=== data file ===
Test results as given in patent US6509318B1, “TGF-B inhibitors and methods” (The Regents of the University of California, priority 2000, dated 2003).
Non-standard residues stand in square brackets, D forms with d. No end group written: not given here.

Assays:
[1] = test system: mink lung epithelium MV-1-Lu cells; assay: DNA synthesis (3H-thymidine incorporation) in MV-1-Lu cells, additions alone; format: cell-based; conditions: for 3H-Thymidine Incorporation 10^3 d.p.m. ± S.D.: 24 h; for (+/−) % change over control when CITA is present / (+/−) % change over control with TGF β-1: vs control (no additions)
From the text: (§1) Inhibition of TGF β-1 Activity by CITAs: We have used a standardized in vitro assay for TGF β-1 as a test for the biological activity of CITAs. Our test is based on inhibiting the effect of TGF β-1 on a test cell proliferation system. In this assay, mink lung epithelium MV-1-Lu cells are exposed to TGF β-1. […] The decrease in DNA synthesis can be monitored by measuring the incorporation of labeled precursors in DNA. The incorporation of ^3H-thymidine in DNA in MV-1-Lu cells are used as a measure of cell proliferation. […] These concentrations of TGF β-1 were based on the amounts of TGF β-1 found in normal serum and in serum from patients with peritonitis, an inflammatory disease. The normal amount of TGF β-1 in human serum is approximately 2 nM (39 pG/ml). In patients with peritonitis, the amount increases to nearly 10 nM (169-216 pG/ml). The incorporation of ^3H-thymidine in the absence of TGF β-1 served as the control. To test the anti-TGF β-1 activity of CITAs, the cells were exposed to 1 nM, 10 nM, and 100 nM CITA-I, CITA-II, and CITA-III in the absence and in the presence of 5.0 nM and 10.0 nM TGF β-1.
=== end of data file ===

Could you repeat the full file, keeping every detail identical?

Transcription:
Test results as given in patent US6509318B1, “TGF-B inhibitors and methods” (The Regents of the University of California, priority 2000, dated 2003).
Non-standard residues stand in square brackets, D forms with d. No end group written: not given here.

Assays:
[1] = test system: mink lung epithelium MV-1-Lu cells; assay: DNA synthesis (3H-thymidine incorporation) in MV-1-Lu cells, additions alone; format: cell-based; conditions: for 3H-Thymidine Incorporation 10^3 d.p.m. ± S.D.: 24 h; for (+/−) % change over control when CITA is present / (+/−) % change over control with TGF β-1: vs control (no additions)
From the text: (§1) Inhibition of TGF β-1 Activity by CITAs: We have used a standardized in vitro assay for TGF β-1 as a test for the biological activity of CITAs. Our test is based on inhibiting the effect of TGF β-1 on a test cell proliferation system. In this assay, mink lung epithelium MV-1-Lu cells are exposed to TGF β-1. […] The decrease in DNA synthesis can be monitored by measuring the incorporation of labeled precursors in DNA. The incorporation of ^3H-thymidine in DNA in MV-1-Lu cells are used as a measure of cell proliferation. […] These concentrations of TGF β-1 were based on the amounts of TGF β-1 found in normal serum and in serum from patients with peritonitis, an inflammatory disease. The normal amount of TGF β-1 in human serum is approximately 2 nM (39 pG/ml). In patients with peritonitis, the amount increases to nearly 10 nM (169-216 pG/ml). The incorporation of ^3H-thymidine in the absence of TGF β-1 served as the control. To test the anti-TGF β-1 activity of CITAs, the cells were exposed to 1 nM, 10 nM, and 100 nM CITA-I, CITA-II, and CITA-III in the absence and in the presence of 5.0 nM and 10.0 nM TGF β-1.